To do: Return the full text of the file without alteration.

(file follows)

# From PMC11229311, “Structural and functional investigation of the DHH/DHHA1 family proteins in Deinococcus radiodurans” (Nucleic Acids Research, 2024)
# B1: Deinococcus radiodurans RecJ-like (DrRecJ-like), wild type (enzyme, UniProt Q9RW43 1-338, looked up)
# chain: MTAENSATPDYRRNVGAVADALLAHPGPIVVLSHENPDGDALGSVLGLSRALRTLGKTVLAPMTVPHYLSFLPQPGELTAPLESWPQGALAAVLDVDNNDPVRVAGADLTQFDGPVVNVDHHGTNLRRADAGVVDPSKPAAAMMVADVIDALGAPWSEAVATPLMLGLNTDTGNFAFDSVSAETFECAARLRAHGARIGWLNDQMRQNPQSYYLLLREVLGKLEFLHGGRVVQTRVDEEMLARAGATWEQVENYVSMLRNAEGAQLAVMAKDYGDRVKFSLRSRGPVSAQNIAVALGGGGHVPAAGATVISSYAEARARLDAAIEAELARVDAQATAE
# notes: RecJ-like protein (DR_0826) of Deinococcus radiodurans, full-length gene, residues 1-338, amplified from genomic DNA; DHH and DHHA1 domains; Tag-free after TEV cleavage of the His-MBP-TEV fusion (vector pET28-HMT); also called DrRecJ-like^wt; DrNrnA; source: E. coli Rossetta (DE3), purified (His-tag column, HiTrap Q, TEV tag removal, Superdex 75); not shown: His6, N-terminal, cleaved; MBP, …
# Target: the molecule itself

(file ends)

# From PMC11229311, “Structural and functional investigation of the DHH/DHHA1 family proteins in Deinococcus radiodurans” (Nucleic Acids Research, 2024)
# B1: Deinococcus radiodurans RecJ-like (DrRecJ-like), wild type (enzyme, UniProt Q9RW43 1-338, looked up)
# chain: MTAENSATPDYRRNVGAVADALLAHPGPIVVLSHENPDGDALGSVLGLSRALRTLGKTVLAPMTVPHYLSFLPQPGELTAPLESWPQGALAAVLDVDNNDPVRVAGADLTQFDGPVVNVDHHGTNLRRADAGVVDPSKPAAAMMVADVIDALGAPWSEAVATPLMLGLNTDTGNFAFDSVSAETFECAARLRAHGARIGWLNDQMRQNPQSYYLLLREVLGKLEFLHGGRVVQTRVDEEMLARAGATWEQVENYVSMLRNAEGAQLAVMAKDYGDRVKFSLRSRGPVSAQNIAVALGGGGHVPAAGATVISSYAEARARLDAAIEAELARVDAQATAE
# notes: RecJ-like protein (DR_0826) of Deinococcus radiodurans, full-length gene, residues 1-338, amplified from genomic DNA; DHH and DHHA1 domains; Tag-free after TEV cleavage of the His-MBP-TEV fusion (vector pET28-HMT); also called DrRecJ-like^wt; DrNrnA; source: E. coli Rossetta (DE3), purified (His-tag column, HiTrap Q, TEV tag removal, Superdex 75); not shown: His6, N-terminal, cleaved; MBP, …
# Target: the molecule itself